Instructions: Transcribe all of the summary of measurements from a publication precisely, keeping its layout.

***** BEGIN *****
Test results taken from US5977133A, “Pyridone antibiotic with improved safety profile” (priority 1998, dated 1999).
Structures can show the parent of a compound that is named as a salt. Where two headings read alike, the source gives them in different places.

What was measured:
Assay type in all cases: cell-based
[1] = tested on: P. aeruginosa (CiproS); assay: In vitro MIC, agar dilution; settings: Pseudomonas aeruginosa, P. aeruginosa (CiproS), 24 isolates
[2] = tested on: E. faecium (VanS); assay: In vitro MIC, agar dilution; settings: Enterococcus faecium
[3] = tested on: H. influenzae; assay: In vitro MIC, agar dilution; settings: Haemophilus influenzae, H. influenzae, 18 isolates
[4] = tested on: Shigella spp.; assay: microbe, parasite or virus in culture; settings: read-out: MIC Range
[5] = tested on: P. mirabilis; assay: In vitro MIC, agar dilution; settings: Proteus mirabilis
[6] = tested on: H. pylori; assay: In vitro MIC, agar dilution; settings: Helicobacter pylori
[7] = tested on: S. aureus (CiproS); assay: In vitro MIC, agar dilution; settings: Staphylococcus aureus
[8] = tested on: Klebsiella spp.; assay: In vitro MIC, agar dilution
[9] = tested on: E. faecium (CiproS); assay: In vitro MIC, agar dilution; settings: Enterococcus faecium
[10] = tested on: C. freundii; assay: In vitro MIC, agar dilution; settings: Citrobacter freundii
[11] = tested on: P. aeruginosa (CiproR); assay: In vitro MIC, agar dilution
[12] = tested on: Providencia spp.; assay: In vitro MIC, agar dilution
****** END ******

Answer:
Test results taken from US5977133A, “Pyridone antibiotic with improved safety profile” (priority 1998, dated 1999).
Structures can show the parent of a compound that is named as a salt. Where two headings read alike, the source gives them in different places.

What was measured:
Assay type in all cases: cell-based
[1] = tested on: P. aeruginosa (CiproS); assay: In vitro MIC, agar dilution; settings: Pseudomonas aeruginosa, P. aeruginosa (CiproS), 24 isolates
[2] = tested on: E. faecium (VanS); assay: In vitro MIC, agar dilution; settings: Enterococcus faecium
[3] = tested on: H. influenzae; assay: In vitro MIC, agar dilution; settings: Haemophilus influenzae, H. influenzae, 18 isolates
[4] = tested on: Shigella spp.; assay: microbe, parasite or virus in culture; settings: read-out: MIC Range
[5] = tested on: P. mirabilis; assay: In vitro MIC, agar dilution; settings: Proteus mirabilis
[6] = tested on: H. pylori; assay: In vitro MIC, agar dilution; settings: Helicobacter pylori
[7] = tested on: S. aureus (CiproS); assay: In vitro MIC, agar dilution; settings: Staphylococcus aureus
[8] = tested on: Klebsiella spp.; assay: In vitro MIC, agar dilution
[9] = tested on: E. faecium (CiproS); assay: In vitro MIC, agar dilution; settings: Enterococcus faecium
[10] = tested on: C. freundii; assay: In vitro MIC, agar dilution; settings: Citrobacter freundii
[11] = tested on: P. aeruginosa (CiproR); assay: In vitro MIC, agar dilution
[12] = tested on: Providencia spp.; assay: In vitro MIC, agar dilution